This might just be the most annoying hatch we have on our Mad River
here in Ohio. When I first spotted these flies swarming over the
riffles early in the season I thought they must be some kind of
small caddis. The fish were rising and I was putting fly after
fly over them, coming up empty. It was only later that I found
out that these bugs were tiny black stoneflies. I didn't even
know that the Mad contained any stoneflies at all, but it does
in the spring. They seem to swarm about a foot off the water in
groups, and when the fish are on them they get very selective.
This particular imitation is from a book called Chauncy Lively's
Flybox. My friend Jim Andrix put this one aside for me when
it got marked down to half price at our local fly shop. He knows me
only too well. Any book that was written in the '70s is a must-have
for me, as well as any book that has black and white photographs.
Jim knows this, and has sold me a lot of books. Chauncy Lively was
a very inventive tier, from the Vince Marinaro Pennsylvania spring
creek school, and this book contains many subtle and creative ideas
where fly design is concerned. You can see how Chauncy Lively approaches
a given insect and tries to come up with a reasonably simple
impressionistic imitation; all the while keeping things like fly
floatation and durability in mind. Chauncy lived on the North
Branch of Michigan's Au Sable River from 1984 until his death from
complications from pneumonia on February 24, 2000. Chauncy was 81.
Each fly has step-by-step tying instructions, complete descriptions
of the insect in question, along with a picture of the bug being
imitated. The use of the wonder wing as a down-wing on this fly
will give you some idea of Lively's creativity, and I find all
the flies in the book to be very functional and easy to tie.
This fly couldn't have taken me three minutes, and that included
getting the materials out of the drawer. I'm really looking
forward to trying this one next spring. Here's the recipe:
Little Black Stonefly
Lively prepares the wonder wing ahead of time and coats
it with vinyl cement. I tied mine in right on the fly.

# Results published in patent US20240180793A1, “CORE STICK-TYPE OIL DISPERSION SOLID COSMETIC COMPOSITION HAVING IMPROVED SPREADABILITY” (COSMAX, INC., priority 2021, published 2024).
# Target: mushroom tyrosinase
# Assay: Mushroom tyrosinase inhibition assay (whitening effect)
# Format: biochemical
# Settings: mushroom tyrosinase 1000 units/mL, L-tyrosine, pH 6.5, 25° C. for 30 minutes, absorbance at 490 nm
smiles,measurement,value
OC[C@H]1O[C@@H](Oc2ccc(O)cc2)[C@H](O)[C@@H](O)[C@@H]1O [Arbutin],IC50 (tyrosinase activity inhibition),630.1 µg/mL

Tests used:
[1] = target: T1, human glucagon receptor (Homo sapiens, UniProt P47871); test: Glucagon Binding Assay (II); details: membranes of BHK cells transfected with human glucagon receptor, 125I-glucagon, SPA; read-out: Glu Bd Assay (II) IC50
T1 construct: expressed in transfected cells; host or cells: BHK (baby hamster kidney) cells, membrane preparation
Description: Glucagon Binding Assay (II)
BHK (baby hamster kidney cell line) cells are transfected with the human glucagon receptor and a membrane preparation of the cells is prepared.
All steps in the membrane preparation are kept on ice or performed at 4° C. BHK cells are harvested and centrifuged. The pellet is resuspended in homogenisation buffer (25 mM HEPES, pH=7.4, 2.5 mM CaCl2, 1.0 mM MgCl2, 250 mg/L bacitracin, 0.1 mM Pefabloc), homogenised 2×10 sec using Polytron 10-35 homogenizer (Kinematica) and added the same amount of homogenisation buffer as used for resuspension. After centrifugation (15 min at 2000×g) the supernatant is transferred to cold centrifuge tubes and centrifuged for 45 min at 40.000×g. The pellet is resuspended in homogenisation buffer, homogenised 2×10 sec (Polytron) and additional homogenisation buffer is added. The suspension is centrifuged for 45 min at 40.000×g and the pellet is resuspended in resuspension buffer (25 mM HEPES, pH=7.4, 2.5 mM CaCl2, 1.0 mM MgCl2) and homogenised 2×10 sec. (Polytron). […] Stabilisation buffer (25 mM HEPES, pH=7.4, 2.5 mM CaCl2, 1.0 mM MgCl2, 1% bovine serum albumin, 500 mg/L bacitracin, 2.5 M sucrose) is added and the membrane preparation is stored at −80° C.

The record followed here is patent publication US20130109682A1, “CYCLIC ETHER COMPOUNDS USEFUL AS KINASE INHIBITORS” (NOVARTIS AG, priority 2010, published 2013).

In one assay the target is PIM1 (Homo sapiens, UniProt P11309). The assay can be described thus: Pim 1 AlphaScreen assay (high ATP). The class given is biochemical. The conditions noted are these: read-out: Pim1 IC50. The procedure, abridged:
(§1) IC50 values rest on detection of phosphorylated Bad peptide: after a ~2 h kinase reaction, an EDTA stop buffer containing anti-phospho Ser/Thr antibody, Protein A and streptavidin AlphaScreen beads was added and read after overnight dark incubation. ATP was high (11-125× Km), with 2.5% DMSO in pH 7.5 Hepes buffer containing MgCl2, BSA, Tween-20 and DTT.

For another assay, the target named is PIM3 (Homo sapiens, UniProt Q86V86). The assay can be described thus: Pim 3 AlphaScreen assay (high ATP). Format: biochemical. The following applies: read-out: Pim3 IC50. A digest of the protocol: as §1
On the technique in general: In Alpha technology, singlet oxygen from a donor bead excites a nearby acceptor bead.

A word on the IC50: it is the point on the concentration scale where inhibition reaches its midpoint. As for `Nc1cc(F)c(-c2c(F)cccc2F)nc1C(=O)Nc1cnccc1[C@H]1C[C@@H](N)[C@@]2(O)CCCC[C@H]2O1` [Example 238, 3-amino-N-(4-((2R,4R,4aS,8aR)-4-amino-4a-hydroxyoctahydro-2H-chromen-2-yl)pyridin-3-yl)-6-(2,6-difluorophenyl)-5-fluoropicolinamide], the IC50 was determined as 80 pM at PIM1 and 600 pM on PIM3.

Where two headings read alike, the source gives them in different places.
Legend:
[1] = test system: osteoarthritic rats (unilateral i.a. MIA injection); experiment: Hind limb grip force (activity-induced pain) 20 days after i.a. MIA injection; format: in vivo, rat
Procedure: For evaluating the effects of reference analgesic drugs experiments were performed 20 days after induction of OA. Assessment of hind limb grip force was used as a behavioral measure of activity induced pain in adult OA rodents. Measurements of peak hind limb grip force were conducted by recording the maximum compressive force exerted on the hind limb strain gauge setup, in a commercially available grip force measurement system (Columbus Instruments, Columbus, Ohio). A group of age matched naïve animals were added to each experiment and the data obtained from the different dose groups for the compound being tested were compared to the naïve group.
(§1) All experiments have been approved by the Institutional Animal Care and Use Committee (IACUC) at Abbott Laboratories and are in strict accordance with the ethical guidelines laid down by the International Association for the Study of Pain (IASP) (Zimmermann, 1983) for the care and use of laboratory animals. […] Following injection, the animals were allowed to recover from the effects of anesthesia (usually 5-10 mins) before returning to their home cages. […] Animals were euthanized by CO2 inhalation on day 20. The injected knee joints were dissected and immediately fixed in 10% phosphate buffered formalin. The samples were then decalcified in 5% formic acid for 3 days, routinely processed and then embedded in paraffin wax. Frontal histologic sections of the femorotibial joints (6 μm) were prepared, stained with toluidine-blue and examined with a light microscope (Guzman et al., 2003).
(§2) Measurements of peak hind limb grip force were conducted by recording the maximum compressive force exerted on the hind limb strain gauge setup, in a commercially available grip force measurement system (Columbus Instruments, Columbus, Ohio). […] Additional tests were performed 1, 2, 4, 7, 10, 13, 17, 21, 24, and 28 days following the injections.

To make a wonder wing, just stroke back a hackle toward
the base or stem, pinching it when you get the wing shape.
You can then tie it in where you're pinching, or put hackle
pliers on at the pinch and cement it. You then cut the tip
of the hackle off at the end of the wing. This photo should
give you the idea:
Hook: #20 dry fly hook.
Hackle: Dark chocolate brown, tied fore and aft,
clipped flat on top, with a "V" trimmed from the bottom.
Body: Underfur from rabbit's foot dubbed on thread.
Wing: A wonder wing formed from black hackle.
Head: Black lacquer.
Credits: Chauncy Lively's Flybox
by Chauncy Lively. ~ EA
I started fly fishing as a teen in and around my hometown
of Plattsburgh, New York, primarily on the Saranac River.
I started tying flies almost immediately and spent hours
with library books written by Ray Bergman, Art Lee, and
A. J. McClane. Almost from the beginning I liked tying
just as much as I liked fishing and spent considerable
time at the vise creating hideous monstrosities that
somehow caught fish anyway. Then one day I came upon a
group of flies that had been put out at a local drug store
that had been tied by Francis Betters of Wilmington, N.Y.
My life changed that day and so did my flies, dramatically.
Even though I never met Fran back then, I've always
considered him to be one of my biggest influences.
I had a career in music for twenty years or so and didn't
fish much, though I did fish at times. The band I was with
had its fifteen seconds of fame when we were asked to be in
John Mellencamp's movie "Falling From Grace." I am the
keyboard player on the right in the country club scene in
the middle of the movie. Don't blink. It's on HBO all the
time. We got to meet big Hollywood stars and record in John's
studio. It was a blast.
So how did I wind up contributing to the Just Old Flies
column on FAOL? I'm not sure, it was something that I simply
wanted very badly to do, and they let me. Many of the old flies
take me back to the Adirondacs and my youth, and I guess I get
to relive some of it through the column. I've spent many happy
hours fishing and tying over the years, and tying these flies
brings back memories of great days on the water, and intense
hours spent looking at the flies in the fly plates in the old
books and trying to get my flies to look like them. And now,
here I am, still doing that to this day. ~ EA